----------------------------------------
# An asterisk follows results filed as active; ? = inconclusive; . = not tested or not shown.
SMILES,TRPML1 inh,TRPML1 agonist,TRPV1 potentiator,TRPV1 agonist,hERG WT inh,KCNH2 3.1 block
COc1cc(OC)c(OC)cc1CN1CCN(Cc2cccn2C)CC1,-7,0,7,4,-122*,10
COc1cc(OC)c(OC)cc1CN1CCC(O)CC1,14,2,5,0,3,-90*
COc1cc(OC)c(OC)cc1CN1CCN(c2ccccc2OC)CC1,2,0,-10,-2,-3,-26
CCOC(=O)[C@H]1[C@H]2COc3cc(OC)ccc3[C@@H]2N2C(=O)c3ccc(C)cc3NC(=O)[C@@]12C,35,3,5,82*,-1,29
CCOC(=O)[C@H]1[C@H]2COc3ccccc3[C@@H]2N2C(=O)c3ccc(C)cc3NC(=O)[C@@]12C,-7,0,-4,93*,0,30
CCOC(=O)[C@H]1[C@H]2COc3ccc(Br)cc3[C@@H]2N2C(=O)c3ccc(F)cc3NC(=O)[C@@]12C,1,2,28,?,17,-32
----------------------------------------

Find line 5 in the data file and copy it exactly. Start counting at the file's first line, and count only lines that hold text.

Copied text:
COc1cc(OC)c(OC)cc1CN1CCN(c2ccccc2OC)CC1,2,0,-10,-2,-3,-26